The idea of public health – health as a common and collective good – predates the Black Death and was never only about disease. It also encompassed the infrastructure that contributed to society’s well-being in general, in Italy and elsewhere. The repeated return of plague became a reason to invest more specifically in hospitals and to repurpose leprosaria [leper asylums], whose population had declined, by turning them into “pest houses” on the edge of cities such as Venice. Eventually, it led to a bureaucracy charged with maintaining a healthy society. The medicalized vision of public health became much more common during 17th-century outbreaks of plague and other diseases than in the 14th century. Early modern states took a greater interest in policing health, especially among the poor, displaced, and foreign inhabitants who could not claim citizenship. They were at times perceived to foment “bad air” (the word “malaria” literally means that), though there was some understanding that animals and textiles might also be sources of infection. They just didn’t know why because they had no understanding of viruses, let alone the idea of bacterial infection.
In what ways did the Black Death change medicine and scientific research?
The inability of 14th-century medicine to prevent plague from devastating societies throughout Eurasia posed a challenge to the explanatory power of their science. How did people get this disease? Why did some survive and so many die? Why did their therapies fail? Fundamentally, it led physicians to pay closer attention to what they could learn directly from bodies and the environmental factors contributing to disease in addition to what they also learned from books. But first, they had to survive this disease – medical practitioners were an especially vulnerable population.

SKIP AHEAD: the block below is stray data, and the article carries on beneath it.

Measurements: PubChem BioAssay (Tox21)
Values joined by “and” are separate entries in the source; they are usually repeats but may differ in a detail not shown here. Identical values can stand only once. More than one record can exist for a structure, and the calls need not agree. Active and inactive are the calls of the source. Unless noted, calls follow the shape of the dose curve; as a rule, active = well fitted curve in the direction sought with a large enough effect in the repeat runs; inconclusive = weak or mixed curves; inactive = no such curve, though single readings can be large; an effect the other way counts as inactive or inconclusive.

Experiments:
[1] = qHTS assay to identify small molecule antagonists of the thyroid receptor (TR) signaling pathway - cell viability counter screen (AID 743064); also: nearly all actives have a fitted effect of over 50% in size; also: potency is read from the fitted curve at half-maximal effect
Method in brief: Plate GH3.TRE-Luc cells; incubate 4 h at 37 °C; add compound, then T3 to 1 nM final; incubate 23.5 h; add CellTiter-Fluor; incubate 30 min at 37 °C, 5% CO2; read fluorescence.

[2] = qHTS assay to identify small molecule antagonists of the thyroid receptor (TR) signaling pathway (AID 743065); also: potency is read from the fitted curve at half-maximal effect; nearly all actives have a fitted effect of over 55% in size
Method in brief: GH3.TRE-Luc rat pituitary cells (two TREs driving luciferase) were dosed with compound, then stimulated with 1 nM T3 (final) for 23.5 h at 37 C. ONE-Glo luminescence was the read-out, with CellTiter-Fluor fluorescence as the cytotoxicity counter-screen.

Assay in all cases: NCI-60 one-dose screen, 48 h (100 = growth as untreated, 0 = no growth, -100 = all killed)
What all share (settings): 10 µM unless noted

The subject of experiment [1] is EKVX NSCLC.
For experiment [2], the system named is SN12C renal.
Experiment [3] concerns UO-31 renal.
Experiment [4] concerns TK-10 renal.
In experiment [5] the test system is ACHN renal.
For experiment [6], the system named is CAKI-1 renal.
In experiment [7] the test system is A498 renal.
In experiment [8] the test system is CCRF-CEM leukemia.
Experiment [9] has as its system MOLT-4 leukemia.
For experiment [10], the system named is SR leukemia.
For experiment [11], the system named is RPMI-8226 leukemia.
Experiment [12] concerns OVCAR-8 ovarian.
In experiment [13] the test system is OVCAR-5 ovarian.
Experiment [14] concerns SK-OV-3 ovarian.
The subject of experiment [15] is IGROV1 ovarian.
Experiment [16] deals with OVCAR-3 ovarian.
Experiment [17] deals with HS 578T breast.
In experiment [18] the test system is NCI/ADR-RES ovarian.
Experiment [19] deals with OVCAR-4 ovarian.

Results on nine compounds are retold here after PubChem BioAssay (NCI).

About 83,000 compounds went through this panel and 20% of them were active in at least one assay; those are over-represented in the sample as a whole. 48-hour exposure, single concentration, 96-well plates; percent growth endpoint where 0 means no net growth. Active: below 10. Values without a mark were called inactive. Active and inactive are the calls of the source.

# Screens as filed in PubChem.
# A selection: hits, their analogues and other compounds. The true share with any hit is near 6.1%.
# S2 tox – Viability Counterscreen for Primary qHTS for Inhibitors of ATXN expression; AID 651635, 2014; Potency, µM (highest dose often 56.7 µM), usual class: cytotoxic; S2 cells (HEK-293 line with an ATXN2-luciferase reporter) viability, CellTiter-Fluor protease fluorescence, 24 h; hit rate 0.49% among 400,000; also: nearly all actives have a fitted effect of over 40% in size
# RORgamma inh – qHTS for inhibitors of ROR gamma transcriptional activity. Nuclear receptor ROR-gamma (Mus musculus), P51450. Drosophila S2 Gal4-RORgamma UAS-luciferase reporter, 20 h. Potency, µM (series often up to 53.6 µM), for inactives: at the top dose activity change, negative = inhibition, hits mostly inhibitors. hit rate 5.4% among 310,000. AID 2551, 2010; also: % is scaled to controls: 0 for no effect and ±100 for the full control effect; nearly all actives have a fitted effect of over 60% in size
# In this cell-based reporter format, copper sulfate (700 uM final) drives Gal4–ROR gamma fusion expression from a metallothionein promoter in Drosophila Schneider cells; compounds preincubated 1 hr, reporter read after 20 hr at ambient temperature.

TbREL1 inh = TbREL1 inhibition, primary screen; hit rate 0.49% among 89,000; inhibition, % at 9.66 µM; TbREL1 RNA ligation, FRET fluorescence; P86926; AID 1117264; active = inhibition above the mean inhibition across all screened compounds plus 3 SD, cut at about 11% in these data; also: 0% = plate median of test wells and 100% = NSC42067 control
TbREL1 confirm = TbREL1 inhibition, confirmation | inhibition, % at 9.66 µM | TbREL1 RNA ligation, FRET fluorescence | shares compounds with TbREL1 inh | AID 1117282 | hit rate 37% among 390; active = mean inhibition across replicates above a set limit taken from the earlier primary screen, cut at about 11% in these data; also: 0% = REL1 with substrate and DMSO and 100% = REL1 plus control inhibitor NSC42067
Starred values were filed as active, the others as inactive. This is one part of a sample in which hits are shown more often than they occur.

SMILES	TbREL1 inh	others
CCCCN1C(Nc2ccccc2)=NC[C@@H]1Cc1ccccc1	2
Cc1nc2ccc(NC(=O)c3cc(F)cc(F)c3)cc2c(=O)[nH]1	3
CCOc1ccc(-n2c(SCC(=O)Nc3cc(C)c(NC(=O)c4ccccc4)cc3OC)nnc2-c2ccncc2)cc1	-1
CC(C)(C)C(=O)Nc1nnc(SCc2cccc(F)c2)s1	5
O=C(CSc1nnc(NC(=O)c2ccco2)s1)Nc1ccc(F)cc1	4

You have studied the history of scientific networks and the spread of news and information. As scientists from around the world race to find treatment and a vaccine for COVID-19, are there lessons from the past that are applicable today?
A productive scientific network creates collaborations that are not simply local but benefits from the aggregation of resources, knowledge and perspectives from multiple locations. Italian public health boards of the 17th century were a kind of information network mobilized to define the emergence and course of an epidemic; they needed to establish preventive measures as well as find potential solutions. Declaring the end of a plague was a matter of good information.
Often, we see how hard it was to create reliable channels of reporting about disease, deaths and their causes, and this is still true today. Misinformation is hardly a 21st-century invention.